Trade CS Moses Kuria shared an image of discounted prices on foodstuffs on September 7, but it didn't end well.
CS Kuria faces backlash for touting supermarket discount prices as gov't stabilisation effort
CS Kuria shared supermarket offers, asserting that the prices of commodities were decreasing.
In the post, the Cabinet Secretary (CS) shared price details for a range of essential items, including rice, cooking oil, sugar, and diapers.
Notably, the cost of sugar has remained relatively elevated in various supermarkets, with speculations swirling about a potential supply shortage as the government suspended local production.
However, to entice customers in the face of rising prices and decreased demand, some retailers have begun offering discounts.
Amid this backdrop, Kenyans took to reminding CS Kuria that they are well aware of these offers, particularly those from a French-owned supermarket chain.
"Surely Moses! Carrefour has weekly promotions on selected items to push stock. How do you equate this to the prices of goods coming down and GOK working for Wanjiku?" Muhammad Onyango wrote.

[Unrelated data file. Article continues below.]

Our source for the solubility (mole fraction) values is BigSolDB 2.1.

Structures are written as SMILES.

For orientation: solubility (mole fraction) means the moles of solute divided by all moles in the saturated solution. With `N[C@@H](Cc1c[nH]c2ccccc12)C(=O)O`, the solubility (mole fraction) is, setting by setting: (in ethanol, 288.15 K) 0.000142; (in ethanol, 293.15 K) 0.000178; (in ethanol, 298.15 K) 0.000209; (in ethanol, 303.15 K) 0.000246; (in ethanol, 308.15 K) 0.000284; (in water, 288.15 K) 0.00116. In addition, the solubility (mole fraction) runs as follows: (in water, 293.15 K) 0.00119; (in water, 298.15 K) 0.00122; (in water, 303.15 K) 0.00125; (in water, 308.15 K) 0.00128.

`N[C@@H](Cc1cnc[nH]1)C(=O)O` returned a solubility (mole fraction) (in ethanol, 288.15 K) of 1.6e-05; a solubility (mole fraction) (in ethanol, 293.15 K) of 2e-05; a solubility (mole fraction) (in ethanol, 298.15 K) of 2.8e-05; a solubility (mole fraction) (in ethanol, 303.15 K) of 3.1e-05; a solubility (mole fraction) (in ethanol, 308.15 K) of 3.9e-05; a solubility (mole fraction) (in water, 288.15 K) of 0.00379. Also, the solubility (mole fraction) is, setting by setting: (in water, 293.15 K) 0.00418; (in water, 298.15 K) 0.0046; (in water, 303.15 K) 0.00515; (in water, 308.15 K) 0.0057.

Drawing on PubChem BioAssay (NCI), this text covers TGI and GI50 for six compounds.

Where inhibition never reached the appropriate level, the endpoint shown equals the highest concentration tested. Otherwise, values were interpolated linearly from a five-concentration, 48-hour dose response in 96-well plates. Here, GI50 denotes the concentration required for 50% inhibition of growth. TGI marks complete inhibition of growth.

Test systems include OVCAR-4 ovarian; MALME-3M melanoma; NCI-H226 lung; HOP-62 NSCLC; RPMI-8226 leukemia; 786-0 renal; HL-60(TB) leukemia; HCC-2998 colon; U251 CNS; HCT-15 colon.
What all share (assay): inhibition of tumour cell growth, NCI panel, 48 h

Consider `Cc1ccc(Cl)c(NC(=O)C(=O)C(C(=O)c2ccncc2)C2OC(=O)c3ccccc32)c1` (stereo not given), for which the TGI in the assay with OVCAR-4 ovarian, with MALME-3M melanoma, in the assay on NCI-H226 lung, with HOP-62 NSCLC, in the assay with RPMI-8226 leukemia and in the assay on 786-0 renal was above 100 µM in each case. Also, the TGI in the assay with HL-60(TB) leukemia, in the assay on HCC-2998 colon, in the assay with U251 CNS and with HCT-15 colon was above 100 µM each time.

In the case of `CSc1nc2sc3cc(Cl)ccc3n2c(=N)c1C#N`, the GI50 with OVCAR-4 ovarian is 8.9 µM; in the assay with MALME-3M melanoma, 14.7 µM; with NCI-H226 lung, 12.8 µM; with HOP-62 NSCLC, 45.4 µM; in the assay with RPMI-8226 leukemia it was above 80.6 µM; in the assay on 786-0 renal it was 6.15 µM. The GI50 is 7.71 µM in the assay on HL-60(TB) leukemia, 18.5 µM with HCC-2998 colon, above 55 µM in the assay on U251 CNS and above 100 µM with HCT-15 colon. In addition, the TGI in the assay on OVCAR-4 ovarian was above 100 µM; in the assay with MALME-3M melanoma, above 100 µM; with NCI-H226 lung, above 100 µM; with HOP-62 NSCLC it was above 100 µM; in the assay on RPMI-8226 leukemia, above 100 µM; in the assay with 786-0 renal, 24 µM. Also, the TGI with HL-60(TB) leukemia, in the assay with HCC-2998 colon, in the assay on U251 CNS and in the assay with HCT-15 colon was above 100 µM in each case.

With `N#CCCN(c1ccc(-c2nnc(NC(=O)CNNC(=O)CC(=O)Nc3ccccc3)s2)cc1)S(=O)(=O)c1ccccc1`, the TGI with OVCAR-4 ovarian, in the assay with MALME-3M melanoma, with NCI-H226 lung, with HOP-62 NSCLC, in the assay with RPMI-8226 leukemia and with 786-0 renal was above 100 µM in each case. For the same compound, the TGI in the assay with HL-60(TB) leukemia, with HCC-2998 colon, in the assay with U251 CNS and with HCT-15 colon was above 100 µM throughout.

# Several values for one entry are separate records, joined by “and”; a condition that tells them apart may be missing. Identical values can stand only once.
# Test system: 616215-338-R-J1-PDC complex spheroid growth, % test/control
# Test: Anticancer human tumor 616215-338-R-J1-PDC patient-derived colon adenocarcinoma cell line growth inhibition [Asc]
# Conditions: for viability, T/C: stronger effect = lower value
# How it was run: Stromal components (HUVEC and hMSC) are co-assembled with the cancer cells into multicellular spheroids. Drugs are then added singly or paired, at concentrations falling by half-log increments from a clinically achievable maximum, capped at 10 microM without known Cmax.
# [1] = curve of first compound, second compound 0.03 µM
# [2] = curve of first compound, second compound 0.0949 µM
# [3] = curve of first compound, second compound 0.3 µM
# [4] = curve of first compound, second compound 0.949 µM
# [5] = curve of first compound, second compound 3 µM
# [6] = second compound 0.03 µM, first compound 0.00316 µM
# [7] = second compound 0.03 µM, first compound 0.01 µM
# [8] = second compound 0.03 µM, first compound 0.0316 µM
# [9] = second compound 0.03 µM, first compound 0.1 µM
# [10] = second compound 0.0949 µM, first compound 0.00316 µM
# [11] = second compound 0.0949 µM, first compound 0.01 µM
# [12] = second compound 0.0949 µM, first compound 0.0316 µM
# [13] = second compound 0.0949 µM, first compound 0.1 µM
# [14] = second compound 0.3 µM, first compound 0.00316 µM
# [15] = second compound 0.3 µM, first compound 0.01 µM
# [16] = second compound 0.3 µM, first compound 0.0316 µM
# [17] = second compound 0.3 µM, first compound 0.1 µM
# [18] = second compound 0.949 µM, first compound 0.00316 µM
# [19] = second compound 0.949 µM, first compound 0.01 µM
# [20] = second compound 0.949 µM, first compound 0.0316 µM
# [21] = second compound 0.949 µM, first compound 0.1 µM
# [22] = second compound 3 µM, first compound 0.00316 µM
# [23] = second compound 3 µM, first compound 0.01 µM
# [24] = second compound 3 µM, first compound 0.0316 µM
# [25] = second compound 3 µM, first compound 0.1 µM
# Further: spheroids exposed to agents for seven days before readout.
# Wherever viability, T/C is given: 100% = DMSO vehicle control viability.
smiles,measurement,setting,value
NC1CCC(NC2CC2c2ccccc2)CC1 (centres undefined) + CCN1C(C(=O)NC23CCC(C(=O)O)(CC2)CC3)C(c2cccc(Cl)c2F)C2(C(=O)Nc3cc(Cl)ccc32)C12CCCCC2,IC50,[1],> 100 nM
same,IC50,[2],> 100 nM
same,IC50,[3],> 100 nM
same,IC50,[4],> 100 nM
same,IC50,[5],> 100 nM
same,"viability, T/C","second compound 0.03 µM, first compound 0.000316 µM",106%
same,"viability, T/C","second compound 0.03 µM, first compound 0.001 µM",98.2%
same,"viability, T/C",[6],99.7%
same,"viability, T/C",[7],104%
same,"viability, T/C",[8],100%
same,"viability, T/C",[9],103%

"Kidogo mimi nimeanza kushuku hii cabinet.Offers ndio unakuja kutupostia huku ati its coming down,are you stuupid?" Iconic Kemboi iquired.
The online discussion shed light on the broader economic concerns and the public's keen awareness of pricing dynamics in these challenging times.
Social media reactions
Changes in food prices
In Kenya's agricultural landscape, stakeholders are gearing up for a forthcoming month of diverse price changes in critical food items.
These insights emerge from the most recent Agricultural Survey conducted by the Central Bank of Kenya's Monetary Policy Committee.
The report paints a nuanced picture, indicating an anticipation of reduced prices for staples like maize and beans.
However, it also issues a cautionary note regarding the potential escalation of costs for wheat and rice.
These possible price hikes are attributed to a combination of factors, including diminished local production, the depreciation of the shilling's value, and global events such as the ongoing conflict in Ukraine.
Delving into the collective perspective of respondents, as outlined in the report's balance of opinion analysis, a prevailing expectation emerges – a decline in the retail prices of cereals and grains.
This complex interplay of local and global factors underscores the intricate nature of food pricing dynamics, which have ramifications for both consumers and stakeholders within Kenya's agricultural sector.
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